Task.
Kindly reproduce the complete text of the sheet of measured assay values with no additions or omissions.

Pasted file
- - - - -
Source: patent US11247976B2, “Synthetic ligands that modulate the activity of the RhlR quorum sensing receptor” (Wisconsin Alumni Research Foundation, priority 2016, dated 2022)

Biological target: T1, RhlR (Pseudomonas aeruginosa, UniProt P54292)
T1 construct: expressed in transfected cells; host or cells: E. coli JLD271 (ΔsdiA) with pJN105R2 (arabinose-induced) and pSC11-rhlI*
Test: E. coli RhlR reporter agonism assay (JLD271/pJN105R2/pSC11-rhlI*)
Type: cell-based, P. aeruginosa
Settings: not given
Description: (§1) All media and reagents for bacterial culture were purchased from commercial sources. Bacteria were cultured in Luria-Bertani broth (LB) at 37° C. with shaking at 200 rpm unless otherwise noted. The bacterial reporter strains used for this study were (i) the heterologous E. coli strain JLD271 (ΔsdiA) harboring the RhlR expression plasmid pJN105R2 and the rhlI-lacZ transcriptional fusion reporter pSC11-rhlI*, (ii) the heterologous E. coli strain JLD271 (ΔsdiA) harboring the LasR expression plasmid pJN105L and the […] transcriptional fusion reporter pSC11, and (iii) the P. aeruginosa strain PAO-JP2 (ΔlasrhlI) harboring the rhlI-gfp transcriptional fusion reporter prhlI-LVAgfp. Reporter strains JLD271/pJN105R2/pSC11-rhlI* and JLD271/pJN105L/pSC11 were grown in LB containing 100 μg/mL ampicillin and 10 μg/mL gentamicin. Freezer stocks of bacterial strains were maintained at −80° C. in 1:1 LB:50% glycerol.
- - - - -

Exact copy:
Source: patent US11247976B2, “Synthetic ligands that modulate the activity of the RhlR quorum sensing receptor” (Wisconsin Alumni Research Foundation, priority 2016, dated 2022)

Biological target: T1, RhlR (Pseudomonas aeruginosa, UniProt P54292)
T1 construct: expressed in transfected cells; host or cells: E. coli JLD271 (ΔsdiA) with pJN105R2 (arabinose-induced) and pSC11-rhlI*
Test: E. coli RhlR reporter agonism assay (JLD271/pJN105R2/pSC11-rhlI*)
Type: cell-based, P. aeruginosa
Settings: not given
Description: (§1) All media and reagents for bacterial culture were purchased from commercial sources. Bacteria were cultured in Luria-Bertani broth (LB) at 37° C. with shaking at 200 rpm unless otherwise noted. The bacterial reporter strains used for this study were (i) the heterologous E. coli strain JLD271 (ΔsdiA) harboring the RhlR expression plasmid pJN105R2 and the rhlI-lacZ transcriptional fusion reporter pSC11-rhlI*, (ii) the heterologous E. coli strain JLD271 (ΔsdiA) harboring the LasR expression plasmid pJN105L and the […] transcriptional fusion reporter pSC11, and (iii) the P. aeruginosa strain PAO-JP2 (ΔlasrhlI) harboring the rhlI-gfp transcriptional fusion reporter prhlI-LVAgfp. Reporter strains JLD271/pJN105R2/pSC11-rhlI* and JLD271/pJN105L/pSC11 were grown in LB containing 100 μg/mL ampicillin and 10 μg/mL gentamicin. Freezer stocks of bacterial strains were maintained at −80° C. in 1:1 LB:50% glycerol.